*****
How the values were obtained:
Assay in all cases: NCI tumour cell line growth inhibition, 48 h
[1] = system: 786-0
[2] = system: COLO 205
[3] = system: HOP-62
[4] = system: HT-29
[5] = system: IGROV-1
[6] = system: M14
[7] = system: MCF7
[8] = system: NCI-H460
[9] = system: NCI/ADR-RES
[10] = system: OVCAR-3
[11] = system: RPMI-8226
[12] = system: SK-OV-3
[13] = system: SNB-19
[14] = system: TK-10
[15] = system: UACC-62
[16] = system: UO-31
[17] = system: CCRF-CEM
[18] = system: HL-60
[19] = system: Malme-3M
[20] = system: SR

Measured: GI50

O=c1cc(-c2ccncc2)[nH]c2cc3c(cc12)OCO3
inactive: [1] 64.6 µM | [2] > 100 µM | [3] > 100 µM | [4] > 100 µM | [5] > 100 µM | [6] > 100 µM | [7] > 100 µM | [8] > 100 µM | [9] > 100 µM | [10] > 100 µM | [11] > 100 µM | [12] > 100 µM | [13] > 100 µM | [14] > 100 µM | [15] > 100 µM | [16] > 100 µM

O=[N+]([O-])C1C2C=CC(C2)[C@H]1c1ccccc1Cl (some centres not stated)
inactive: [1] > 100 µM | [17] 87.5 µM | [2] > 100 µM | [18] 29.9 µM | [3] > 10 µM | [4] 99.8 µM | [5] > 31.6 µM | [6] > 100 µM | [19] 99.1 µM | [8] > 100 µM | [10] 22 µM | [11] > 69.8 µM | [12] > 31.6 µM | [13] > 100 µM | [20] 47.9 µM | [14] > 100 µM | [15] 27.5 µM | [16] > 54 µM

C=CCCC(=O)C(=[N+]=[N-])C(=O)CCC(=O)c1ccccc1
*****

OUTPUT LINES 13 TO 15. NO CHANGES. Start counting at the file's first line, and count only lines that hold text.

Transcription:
[11] = system: RPMI-8226
[12] = system: SK-OV-3
[13] = system: SNB-19